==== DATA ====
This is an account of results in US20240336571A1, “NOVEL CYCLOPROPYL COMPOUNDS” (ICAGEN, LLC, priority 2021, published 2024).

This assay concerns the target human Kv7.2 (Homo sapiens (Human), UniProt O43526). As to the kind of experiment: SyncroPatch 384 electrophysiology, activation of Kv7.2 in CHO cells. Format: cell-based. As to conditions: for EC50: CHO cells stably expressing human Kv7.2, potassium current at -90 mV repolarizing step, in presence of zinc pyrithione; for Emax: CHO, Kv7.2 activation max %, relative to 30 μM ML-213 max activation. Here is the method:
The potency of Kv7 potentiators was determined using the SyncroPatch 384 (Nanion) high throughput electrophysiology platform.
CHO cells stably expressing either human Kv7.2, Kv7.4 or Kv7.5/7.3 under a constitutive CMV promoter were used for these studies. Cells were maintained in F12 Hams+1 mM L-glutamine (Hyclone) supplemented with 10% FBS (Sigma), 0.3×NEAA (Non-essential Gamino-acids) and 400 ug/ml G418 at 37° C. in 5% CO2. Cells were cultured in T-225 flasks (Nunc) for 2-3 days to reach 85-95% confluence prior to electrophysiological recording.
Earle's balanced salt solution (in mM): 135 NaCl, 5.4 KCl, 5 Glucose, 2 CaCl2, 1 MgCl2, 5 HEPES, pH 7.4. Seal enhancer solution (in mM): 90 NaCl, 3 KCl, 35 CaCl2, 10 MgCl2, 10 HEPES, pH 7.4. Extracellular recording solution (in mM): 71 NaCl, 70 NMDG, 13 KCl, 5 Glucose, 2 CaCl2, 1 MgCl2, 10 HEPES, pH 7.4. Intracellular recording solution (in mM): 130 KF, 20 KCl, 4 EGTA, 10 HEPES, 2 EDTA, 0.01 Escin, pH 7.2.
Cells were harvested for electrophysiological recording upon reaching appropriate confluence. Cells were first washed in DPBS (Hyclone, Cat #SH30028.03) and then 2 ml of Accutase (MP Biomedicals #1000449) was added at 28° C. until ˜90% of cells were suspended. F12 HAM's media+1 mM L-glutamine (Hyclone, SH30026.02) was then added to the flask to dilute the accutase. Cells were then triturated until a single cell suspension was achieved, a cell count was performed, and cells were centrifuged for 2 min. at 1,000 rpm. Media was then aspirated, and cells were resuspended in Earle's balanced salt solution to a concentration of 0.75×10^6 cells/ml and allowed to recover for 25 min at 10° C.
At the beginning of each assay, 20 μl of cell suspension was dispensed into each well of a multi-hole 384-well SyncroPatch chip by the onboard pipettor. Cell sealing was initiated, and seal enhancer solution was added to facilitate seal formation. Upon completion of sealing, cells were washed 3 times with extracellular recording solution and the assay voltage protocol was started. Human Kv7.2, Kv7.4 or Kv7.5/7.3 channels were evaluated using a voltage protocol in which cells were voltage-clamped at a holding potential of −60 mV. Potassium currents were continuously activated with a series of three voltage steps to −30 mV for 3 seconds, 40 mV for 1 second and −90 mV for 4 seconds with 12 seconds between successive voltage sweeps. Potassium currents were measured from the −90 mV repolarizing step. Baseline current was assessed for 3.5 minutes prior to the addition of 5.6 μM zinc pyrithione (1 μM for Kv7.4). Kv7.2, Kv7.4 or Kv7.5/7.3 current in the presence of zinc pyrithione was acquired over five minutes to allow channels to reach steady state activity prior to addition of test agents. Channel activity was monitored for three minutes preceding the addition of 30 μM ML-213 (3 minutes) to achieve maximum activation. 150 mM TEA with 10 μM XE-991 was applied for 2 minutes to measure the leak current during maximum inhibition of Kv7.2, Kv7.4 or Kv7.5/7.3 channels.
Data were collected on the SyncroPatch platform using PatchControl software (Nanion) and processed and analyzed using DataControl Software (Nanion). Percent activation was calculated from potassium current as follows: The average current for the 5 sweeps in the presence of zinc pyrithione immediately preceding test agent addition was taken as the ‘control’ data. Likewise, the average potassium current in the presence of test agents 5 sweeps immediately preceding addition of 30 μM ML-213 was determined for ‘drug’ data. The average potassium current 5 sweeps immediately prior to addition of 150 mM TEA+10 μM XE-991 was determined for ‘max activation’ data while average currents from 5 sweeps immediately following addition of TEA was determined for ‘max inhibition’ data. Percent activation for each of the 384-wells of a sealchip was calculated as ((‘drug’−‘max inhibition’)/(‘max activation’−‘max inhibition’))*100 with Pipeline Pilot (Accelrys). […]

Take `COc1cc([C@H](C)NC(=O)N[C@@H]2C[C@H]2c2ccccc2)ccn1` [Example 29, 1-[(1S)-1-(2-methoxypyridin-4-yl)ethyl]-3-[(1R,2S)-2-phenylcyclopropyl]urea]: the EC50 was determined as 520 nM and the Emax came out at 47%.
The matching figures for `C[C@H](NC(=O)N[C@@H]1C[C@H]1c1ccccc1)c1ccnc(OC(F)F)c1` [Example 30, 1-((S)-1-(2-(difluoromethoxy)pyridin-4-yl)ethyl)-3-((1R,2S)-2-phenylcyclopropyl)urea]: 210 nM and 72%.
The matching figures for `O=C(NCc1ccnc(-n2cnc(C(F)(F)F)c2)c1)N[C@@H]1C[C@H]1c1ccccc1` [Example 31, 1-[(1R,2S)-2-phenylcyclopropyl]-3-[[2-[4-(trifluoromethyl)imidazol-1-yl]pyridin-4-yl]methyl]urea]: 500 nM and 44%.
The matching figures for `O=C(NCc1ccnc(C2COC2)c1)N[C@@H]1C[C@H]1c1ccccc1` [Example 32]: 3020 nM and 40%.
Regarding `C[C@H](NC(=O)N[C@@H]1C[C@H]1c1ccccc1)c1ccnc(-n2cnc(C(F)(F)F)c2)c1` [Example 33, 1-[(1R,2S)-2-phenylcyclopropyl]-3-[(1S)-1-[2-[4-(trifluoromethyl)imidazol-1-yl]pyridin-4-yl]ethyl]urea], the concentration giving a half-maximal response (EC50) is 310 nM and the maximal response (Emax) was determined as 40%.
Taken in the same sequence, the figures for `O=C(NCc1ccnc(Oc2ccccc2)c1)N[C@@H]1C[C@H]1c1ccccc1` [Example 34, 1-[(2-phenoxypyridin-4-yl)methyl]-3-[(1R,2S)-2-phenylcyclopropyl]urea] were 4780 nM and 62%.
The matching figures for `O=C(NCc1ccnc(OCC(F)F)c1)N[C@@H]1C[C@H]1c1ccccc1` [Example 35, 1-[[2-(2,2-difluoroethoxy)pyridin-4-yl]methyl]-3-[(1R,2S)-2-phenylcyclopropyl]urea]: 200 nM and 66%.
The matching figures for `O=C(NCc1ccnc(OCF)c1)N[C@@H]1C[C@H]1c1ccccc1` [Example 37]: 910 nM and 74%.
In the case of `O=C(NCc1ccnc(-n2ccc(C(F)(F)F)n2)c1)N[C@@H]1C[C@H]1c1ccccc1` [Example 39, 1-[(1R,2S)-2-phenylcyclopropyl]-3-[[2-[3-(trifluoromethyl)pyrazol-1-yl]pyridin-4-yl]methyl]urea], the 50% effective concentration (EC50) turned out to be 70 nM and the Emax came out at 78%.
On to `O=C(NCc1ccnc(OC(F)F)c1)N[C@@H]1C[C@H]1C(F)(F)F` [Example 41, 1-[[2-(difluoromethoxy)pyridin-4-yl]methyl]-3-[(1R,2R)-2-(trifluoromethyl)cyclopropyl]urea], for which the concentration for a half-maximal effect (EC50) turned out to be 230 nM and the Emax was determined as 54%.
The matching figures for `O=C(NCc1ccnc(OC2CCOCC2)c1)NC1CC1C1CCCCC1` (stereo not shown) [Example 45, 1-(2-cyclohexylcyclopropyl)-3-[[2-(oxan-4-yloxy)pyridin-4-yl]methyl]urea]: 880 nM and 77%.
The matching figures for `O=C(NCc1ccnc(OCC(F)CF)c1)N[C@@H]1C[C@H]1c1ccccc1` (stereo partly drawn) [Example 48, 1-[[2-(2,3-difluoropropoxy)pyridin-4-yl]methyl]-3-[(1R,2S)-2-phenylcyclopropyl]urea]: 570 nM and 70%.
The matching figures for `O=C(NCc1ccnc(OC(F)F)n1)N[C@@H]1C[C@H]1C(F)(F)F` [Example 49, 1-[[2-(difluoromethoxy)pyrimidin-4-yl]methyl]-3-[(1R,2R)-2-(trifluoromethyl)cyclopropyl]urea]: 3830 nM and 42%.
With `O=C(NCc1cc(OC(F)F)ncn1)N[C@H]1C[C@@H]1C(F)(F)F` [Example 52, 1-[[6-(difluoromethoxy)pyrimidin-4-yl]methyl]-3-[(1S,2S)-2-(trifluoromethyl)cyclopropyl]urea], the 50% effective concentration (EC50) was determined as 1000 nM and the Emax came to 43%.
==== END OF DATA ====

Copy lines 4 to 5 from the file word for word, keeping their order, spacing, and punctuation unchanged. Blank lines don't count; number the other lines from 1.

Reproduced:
CHO cells stably expressing either human Kv7.2, Kv7.4 or Kv7.5/7.3 under a constitutive CMV promoter were used for these studies. Cells were maintained in F12 Hams+1 mM L-glutamine (Hyclone) supplemented with 10% FBS (Sigma), 0.3×NEAA (Non-essential Gamino-acids) and 400 ug/ml G418 at 37° C. in 5% CO2. Cells were cultured in T-225 flasks (Nunc) for 2-3 days to reach 85-95% confluence prior to electrophysiological recording.
Earle's balanced salt solution (in mM): 135 NaCl, 5.4 KCl, 5 Glucose, 2 CaCl2, 1 MgCl2, 5 HEPES, pH 7.4. Seal enhancer solution (in mM): 90 NaCl, 3 KCl, 35 CaCl2, 10 MgCl2, 10 HEPES, pH 7.4. Extracellular recording solution (in mM): 71 NaCl, 70 NMDG, 13 KCl, 5 Glucose, 2 CaCl2, 1 MgCl2, 10 HEPES, pH 7.4. Intracellular recording solution (in mM): 130 KF, 20 KCl, 4 EGTA, 10 HEPES, 2 EDTA, 0.01 Escin, pH 7.2.